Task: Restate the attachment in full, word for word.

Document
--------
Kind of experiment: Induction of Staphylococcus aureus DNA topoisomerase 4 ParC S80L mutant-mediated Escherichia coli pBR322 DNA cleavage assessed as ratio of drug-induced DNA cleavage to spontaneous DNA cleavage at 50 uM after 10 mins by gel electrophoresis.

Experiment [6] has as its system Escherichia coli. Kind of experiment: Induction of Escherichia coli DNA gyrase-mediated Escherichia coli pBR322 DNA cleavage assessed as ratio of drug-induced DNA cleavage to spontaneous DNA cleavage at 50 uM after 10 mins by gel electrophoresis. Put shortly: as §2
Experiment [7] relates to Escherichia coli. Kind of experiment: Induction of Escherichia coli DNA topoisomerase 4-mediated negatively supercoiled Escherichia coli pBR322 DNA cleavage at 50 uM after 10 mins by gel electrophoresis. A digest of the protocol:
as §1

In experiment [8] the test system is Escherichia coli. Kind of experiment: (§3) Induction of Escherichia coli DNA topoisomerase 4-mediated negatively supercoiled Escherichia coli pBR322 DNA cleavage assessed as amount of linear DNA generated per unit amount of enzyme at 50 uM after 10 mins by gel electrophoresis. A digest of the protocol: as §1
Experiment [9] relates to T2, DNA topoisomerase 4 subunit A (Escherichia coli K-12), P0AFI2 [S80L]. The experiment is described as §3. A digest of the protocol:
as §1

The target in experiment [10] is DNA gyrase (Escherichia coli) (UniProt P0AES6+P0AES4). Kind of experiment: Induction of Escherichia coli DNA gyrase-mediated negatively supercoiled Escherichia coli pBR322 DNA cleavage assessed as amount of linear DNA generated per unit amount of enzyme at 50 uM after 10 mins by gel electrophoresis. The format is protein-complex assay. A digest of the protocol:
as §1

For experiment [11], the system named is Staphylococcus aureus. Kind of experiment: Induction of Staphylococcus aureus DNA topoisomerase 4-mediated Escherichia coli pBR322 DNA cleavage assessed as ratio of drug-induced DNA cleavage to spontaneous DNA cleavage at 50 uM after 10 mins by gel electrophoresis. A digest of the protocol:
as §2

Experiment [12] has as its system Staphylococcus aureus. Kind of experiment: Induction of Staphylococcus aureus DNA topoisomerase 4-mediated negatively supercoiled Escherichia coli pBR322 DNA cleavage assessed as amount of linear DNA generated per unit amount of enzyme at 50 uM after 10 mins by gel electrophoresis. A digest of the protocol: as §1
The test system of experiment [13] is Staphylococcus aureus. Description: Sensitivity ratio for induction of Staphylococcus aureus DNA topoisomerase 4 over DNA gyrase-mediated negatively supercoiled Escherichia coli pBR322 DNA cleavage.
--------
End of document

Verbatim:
Kind of experiment: Induction of Staphylococcus aureus DNA topoisomerase 4 ParC S80L mutant-mediated Escherichia coli pBR322 DNA cleavage assessed as ratio of drug-induced DNA cleavage to spontaneous DNA cleavage at 50 uM after 10 mins by gel electrophoresis.

Experiment [6] has as its system Escherichia coli. Kind of experiment: Induction of Escherichia coli DNA gyrase-mediated Escherichia coli pBR322 DNA cleavage assessed as ratio of drug-induced DNA cleavage to spontaneous DNA cleavage at 50 uM after 10 mins by gel electrophoresis. Put shortly: as §2
Experiment [7] relates to Escherichia coli. Kind of experiment: Induction of Escherichia coli DNA topoisomerase 4-mediated negatively supercoiled Escherichia coli pBR322 DNA cleavage at 50 uM after 10 mins by gel electrophoresis. A digest of the protocol:
as §1

In experiment [8] the test system is Escherichia coli. Kind of experiment: (§3) Induction of Escherichia coli DNA topoisomerase 4-mediated negatively supercoiled Escherichia coli pBR322 DNA cleavage assessed as amount of linear DNA generated per unit amount of enzyme at 50 uM after 10 mins by gel electrophoresis. A digest of the protocol: as §1
Experiment [9] relates to T2, DNA topoisomerase 4 subunit A (Escherichia coli K-12), P0AFI2 [S80L]. The experiment is described as §3. A digest of the protocol:
as §1

The target in experiment [10] is DNA gyrase (Escherichia coli) (UniProt P0AES6+P0AES4). Kind of experiment: Induction of Escherichia coli DNA gyrase-mediated negatively supercoiled Escherichia coli pBR322 DNA cleavage assessed as amount of linear DNA generated per unit amount of enzyme at 50 uM after 10 mins by gel electrophoresis. The format is protein-complex assay. A digest of the protocol:
as §1

For experiment [11], the system named is Staphylococcus aureus. Kind of experiment: Induction of Staphylococcus aureus DNA topoisomerase 4-mediated Escherichia coli pBR322 DNA cleavage assessed as ratio of drug-induced DNA cleavage to spontaneous DNA cleavage at 50 uM after 10 mins by gel electrophoresis. A digest of the protocol:
as §2

Experiment [12] has as its system Staphylococcus aureus. Kind of experiment: Induction of Staphylococcus aureus DNA topoisomerase 4-mediated negatively supercoiled Escherichia coli pBR322 DNA cleavage assessed as amount of linear DNA generated per unit amount of enzyme at 50 uM after 10 mins by gel electrophoresis. A digest of the protocol: as §1
The test system of experiment [13] is Staphylococcus aureus. Description: Sensitivity ratio for induction of Staphylococcus aureus DNA topoisomerase 4 over DNA gyrase-mediated negatively supercoiled Escherichia coli pBR322 DNA cleavage.